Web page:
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Monroe County government, charities tackle fallout of June 15 tornado



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Tina and John Paynter’s living room opens up to the outside June 17 in Ellettsville, Indiana. A tornado on June 15 took the entire front of the Paynter family residence. Alex Deryn Buy Photos

Monroe County government, charities and residents have sprung into action in the aftermath of the June 15 tornado that destroyed multiple homes, .

The 130-mile-per-hour tornado caused damage to almost 30 homes, blew over trees and knocked powerlines down in its 3.7 mile path through Ellettsville, Indiana.

United Way of Monroe County executive director Efrat Feferman said relief funds donated through the United Way website or by check are used to provide victims with clothing, furniture, medication, appliances and other essential items.

"Think about all those things in your house that got wiped out, and you have to replace immediately," Feferman said.

She said she urges those who have unevaluated tornado damage to contact the Red Cross.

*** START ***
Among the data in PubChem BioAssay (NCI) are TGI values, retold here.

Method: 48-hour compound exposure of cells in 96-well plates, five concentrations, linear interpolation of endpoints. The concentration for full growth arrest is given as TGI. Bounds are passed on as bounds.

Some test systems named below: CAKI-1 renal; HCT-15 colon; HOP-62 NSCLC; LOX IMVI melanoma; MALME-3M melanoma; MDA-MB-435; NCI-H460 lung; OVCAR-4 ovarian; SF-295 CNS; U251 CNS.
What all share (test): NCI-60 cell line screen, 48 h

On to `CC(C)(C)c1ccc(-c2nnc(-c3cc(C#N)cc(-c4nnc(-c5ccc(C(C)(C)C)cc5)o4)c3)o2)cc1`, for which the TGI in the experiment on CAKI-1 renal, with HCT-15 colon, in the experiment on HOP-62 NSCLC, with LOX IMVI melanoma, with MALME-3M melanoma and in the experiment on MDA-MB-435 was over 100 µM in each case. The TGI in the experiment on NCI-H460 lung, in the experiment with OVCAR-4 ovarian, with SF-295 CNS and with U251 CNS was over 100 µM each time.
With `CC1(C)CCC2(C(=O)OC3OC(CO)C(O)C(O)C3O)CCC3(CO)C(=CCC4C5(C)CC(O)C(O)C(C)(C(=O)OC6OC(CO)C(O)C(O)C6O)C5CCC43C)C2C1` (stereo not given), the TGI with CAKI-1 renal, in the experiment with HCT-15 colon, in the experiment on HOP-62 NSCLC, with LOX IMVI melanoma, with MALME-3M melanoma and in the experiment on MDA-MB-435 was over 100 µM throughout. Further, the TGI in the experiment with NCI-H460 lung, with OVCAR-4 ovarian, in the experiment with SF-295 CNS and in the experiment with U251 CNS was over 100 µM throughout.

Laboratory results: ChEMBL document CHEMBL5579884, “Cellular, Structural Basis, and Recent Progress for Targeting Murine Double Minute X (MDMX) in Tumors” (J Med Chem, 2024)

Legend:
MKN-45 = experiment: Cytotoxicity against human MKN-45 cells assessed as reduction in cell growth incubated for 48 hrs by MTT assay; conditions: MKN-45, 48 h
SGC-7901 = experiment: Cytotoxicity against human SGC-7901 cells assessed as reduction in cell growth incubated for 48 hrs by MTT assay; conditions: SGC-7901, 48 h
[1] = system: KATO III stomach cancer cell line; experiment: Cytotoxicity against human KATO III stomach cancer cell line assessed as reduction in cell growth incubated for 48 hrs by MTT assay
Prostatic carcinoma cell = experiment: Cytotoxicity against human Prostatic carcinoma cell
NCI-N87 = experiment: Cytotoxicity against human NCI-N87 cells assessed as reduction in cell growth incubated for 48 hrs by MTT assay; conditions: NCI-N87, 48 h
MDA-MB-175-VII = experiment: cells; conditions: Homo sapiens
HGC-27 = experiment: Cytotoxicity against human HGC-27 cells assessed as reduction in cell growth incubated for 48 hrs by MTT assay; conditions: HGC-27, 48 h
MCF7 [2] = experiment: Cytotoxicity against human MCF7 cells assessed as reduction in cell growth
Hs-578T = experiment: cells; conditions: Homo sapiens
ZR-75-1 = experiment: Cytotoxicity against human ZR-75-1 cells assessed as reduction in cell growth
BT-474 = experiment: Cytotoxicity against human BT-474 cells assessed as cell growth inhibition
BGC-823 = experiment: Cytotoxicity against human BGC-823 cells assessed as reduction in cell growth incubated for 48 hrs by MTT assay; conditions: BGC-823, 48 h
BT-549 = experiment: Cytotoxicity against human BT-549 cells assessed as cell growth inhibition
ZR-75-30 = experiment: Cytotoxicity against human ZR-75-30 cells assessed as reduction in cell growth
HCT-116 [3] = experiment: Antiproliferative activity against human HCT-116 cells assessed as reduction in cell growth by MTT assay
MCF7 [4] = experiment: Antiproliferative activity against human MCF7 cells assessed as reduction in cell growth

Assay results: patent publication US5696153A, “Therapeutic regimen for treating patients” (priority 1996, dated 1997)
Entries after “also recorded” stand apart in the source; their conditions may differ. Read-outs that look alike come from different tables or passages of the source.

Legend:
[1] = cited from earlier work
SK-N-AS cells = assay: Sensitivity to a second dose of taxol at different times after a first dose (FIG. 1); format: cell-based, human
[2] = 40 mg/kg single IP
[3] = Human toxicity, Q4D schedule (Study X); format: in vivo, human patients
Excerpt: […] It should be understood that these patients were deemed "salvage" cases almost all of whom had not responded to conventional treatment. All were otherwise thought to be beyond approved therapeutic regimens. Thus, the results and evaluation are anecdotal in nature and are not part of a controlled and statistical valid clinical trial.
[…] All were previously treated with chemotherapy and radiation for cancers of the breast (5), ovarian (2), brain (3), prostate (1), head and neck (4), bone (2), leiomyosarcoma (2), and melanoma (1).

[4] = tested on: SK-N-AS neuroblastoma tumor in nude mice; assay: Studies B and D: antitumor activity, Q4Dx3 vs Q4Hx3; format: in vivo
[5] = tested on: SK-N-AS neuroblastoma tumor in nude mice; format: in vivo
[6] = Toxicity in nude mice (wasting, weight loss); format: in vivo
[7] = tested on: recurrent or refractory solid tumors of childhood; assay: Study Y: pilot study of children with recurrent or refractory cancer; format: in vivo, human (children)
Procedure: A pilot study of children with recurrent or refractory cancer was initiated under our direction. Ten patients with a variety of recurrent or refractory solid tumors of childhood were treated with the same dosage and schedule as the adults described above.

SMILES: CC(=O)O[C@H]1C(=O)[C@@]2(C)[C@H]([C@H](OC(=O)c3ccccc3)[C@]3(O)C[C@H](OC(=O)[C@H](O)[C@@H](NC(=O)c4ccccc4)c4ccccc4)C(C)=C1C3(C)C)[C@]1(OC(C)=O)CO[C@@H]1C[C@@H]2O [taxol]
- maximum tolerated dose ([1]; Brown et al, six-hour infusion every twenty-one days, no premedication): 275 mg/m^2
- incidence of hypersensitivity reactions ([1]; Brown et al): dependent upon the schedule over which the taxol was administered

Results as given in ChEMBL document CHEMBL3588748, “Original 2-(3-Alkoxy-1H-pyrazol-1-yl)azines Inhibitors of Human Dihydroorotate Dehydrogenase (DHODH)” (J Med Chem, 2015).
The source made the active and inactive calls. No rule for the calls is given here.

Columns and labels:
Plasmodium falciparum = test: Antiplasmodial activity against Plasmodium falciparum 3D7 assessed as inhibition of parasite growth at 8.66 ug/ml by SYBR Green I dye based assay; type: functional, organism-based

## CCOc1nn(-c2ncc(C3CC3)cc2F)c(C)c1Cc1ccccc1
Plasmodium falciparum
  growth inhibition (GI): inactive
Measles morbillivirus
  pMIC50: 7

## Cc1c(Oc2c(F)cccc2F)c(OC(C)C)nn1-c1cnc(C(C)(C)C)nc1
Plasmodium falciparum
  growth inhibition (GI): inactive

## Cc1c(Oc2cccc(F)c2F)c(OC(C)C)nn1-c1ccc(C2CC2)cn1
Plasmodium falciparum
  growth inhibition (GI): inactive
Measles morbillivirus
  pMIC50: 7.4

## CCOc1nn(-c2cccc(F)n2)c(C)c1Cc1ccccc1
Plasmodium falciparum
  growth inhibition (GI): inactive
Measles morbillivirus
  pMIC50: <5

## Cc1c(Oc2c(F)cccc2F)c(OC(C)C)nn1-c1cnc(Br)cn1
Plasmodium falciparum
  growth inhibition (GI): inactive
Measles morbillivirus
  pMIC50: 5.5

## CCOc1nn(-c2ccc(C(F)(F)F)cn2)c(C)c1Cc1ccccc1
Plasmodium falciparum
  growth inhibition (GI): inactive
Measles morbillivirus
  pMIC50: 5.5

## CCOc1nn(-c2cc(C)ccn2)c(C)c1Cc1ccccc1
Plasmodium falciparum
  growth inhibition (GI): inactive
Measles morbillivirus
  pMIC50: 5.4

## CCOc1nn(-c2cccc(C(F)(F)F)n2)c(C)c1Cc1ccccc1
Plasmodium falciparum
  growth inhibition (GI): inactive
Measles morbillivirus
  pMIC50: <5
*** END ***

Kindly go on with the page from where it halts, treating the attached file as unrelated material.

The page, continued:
Washington Township, which sits northeast of Ellettsville, was also hit by the storm. Trustee Barb Ooley facilitates relief support through local government.

"We are basically the first line when working with people,” Ooley said. “When you need assistance, you have to go to your trustee.”

Ooley organizes taxpayer money to provide support for the families affected by severe weather in Washington Township. She said Washington Township residents who have damage can contact her to start receiving aid.

Feferman said Monroe County Community Organization Active in Disaster will have opportunities for those who want to help with on-site cleanup in the near future.

"In times like these when our neighbors' homes, properties and belongings are destroyed, we want to make sure that individuals who want to help have a way to do so," Feferman said.

Ooley said families in Washington Township whose homes are inhabitable have been put up in hotels. Because cleanup is in the early stages, Ooley said the only funds she has allocated so far are for hotel fees. Additional funds will be used to clean up debris and fallen trees.

"However, I fully expect that to change once the clean up really begins,” Ooley said.

Ooley said the cleanup could take weeks or even months because of further damage caused by other storms this season. She said she believes it will take years before the area looks like it did prior to the tornadoes.

The National Weather Service recommends staying informed with local forecasts, assessing the immediate damage, contacting loved ones and helping those negatively affected after one's area has severe weather. Creating and practicing a plan are necessary proactive measures according to the National Weather Service.

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